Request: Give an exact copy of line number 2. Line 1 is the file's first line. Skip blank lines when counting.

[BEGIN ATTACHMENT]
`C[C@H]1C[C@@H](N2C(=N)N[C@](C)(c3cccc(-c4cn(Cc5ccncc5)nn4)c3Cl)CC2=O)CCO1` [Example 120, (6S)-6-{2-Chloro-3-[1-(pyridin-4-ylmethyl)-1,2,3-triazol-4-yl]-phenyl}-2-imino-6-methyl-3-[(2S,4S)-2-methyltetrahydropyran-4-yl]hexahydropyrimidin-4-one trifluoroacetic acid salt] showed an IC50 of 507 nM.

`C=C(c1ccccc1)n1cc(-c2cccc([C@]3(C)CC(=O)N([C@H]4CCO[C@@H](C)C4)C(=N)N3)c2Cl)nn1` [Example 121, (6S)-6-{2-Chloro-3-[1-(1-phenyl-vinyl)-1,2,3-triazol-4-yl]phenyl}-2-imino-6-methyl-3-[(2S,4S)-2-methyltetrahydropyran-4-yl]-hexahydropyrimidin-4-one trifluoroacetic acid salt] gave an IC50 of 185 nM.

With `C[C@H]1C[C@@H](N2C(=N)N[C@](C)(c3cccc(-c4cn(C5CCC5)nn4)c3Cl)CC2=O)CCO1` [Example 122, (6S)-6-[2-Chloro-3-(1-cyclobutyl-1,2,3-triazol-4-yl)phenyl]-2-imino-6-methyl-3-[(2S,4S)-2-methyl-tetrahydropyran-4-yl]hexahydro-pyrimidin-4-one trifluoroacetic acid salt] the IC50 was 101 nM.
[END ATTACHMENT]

`C=C(c1ccccc1)n1cc(-c2cccc([C@]3(C)CC(=O)N([C@H]4CCO[C@@H](C)C4)C(=N)N3)c2Cl)nn1` [Example 121, (6S)-6-{2-Chloro-3-[1-(1-phenyl-vinyl)-1,2,3-triazol-4-yl]phenyl}-2-imino-6-methyl-3-[(2S,4S)-2-methyltetrahydropyran-4-yl]-hexahydropyrimidin-4-one trifluoroacetic acid salt] gave an IC50 of 185 nM.